Monday, 1 September 2008

Libraries and e-Learning Master Class

This was a great seminar presented by Robyn Tweedale from USQ, who has experience in implementing elearning projects. Although this covered no new territory for us at Utas it pulled together many ideas and gave the tools to plan and think about our elearning intiatives.

Main Points

  • Importance of stakeholder buy in from the beginning of any project, particularly from academics. Students won’t use eLearning unless compelled to, or recommended to
  • Spend time determining the scope of eLearning intiatives, what is appropriate for your users, what can you achieve in terms of time and budget
  • Don’t reinvent the wheel (we certainly know about this point!), use collaboration and piggy backing wherever possible
  • eLearning is learning, that is it should follow sound pedagogical principles
  • eLearning should be a balance of technological innovation and pedagogical innovation
  • eLearning is most effective at point of need or integrated into curriculum

To elaborate on “don’t reinvent the wheel” – Robyn stressed the value of looking for opportunities to share and borrow and emphasised the value of quick wins. USQ has adapted the original QUT Pilot tutorial ( which is freely available), added some content from University of Washington Library’s Research 101 tutorial. Robyn’s team is still working on adapting this and asked the group if any team would be interested collaborating to make Pilots better. Could this be an opportunity for Utas?

Robyn made clear that she did not see the tutorial being used in its entirety by students, but rather something that could be used to create learning objects, saved in Equella, that could then be adapted quickly and easily for specific courses and units, be placed in MyLo etc.

There are many examples of eLearning used in libraries currently listed on the Wiki for the course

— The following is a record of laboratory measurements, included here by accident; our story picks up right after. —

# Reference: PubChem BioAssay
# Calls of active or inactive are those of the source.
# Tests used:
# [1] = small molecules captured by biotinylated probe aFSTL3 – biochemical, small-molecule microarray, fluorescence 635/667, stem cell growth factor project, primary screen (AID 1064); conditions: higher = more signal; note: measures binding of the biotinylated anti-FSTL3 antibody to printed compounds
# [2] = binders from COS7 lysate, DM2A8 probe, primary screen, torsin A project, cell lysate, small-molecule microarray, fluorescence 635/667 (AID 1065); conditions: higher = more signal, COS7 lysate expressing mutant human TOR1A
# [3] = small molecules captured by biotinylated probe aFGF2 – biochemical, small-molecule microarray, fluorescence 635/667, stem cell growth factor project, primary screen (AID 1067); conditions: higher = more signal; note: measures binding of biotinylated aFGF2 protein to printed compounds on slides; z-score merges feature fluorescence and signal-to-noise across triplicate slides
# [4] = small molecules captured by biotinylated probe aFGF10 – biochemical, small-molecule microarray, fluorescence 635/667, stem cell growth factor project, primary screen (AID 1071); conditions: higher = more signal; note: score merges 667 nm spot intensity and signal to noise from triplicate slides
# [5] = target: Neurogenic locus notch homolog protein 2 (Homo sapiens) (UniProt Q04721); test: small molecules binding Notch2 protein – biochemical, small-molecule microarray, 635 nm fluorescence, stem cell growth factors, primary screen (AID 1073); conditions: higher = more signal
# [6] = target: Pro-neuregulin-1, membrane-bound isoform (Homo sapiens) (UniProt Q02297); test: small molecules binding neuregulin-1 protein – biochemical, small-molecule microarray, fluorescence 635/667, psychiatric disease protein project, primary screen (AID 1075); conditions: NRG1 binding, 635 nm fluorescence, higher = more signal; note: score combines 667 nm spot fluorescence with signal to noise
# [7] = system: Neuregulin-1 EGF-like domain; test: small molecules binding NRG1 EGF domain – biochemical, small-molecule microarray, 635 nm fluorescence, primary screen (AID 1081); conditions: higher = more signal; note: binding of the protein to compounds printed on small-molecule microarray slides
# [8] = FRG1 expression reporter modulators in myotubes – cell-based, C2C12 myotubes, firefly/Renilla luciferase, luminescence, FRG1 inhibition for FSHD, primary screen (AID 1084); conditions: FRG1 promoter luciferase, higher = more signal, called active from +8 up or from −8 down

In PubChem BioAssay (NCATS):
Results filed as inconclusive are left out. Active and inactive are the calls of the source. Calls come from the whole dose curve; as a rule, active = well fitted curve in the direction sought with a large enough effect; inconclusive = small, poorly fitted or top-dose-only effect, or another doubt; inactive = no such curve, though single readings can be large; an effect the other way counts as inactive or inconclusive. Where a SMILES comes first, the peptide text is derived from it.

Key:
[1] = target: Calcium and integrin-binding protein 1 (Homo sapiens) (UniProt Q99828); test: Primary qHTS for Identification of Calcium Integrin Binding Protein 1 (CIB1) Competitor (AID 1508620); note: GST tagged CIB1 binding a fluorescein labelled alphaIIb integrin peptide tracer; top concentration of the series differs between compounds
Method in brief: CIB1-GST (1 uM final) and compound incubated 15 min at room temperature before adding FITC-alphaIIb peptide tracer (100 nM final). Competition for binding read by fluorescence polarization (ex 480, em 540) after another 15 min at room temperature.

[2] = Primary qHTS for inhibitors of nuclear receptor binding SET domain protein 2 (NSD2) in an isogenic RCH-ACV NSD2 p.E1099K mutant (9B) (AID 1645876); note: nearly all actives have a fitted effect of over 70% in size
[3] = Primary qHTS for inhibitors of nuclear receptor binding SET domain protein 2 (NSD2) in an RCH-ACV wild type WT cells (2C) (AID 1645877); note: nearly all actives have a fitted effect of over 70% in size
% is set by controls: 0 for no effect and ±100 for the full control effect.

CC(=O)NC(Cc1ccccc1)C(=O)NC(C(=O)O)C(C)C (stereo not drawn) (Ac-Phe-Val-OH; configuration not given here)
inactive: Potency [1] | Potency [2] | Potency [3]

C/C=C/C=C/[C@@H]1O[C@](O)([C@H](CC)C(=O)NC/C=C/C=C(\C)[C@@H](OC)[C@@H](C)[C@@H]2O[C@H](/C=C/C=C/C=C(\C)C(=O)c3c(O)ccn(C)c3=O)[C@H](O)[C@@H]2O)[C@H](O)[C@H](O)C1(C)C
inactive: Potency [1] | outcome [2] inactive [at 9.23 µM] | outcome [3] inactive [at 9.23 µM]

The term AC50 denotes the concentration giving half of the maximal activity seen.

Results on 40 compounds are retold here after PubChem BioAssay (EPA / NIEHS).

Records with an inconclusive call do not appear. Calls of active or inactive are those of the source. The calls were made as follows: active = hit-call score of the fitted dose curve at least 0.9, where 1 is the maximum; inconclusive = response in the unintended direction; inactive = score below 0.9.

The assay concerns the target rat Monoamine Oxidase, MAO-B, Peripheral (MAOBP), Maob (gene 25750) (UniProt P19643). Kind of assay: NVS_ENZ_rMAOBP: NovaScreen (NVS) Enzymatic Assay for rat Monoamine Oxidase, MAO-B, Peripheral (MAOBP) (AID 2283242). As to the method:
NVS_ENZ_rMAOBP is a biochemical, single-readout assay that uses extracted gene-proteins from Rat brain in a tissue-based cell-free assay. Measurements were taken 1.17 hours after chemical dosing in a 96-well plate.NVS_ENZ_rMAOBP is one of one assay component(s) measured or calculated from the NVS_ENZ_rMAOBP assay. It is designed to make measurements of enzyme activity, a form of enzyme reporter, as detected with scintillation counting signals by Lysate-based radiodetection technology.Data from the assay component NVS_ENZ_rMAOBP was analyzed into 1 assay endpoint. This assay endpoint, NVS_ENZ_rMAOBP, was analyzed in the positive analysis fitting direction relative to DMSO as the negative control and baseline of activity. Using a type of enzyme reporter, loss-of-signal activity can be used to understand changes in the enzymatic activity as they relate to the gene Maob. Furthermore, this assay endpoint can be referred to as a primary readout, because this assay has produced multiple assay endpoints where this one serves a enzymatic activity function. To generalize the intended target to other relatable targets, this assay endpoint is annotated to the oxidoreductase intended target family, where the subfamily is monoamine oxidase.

If you want to look at these I can give you the user name and password.

Much of the day was spent looking at our gaps in services, our strengths and weaknesses and how to plan an eLearning intiative. Materials to assist with this are also on the Wiki. I feel that we have lots of expertise in the content of elearning but at the moment no clear direction in which to head. There is also a lot of expertise in the Uni to draw on, CALT and flexible learning units in the Faculties.

I think our next eLearning project should be small in scope, tailored very specifically to a course and lets have a quick win we can build from!

Other useful tips from the day:

  • Robyn preferred to use Adobe Captivate over Camtasia as she said it was easier to make changes when you need to update material.

  • Don’t give your elearning products fancy names. After using focus groups USQ decided to call their product “Finding Information Tutorial”, and their multiple database search product is called “multiple database search”.

1 comment:

Felix Wilson said...

Thanks for a very good, pertinent report Juliet. It all sounds very useful for us. Using the existing technologies to deliver content is a 'no-brainer' as far as I am concerned, why do we want to create a new online learning system when we have MyLO that is used by most (all?) students already and could be used to deliver training in conjunction with academics quite easily. We have the expertise to create content (or reuse the content we already have) as you say and we have an existing system to deliver it. For me this clarifies the direction we should be moving in.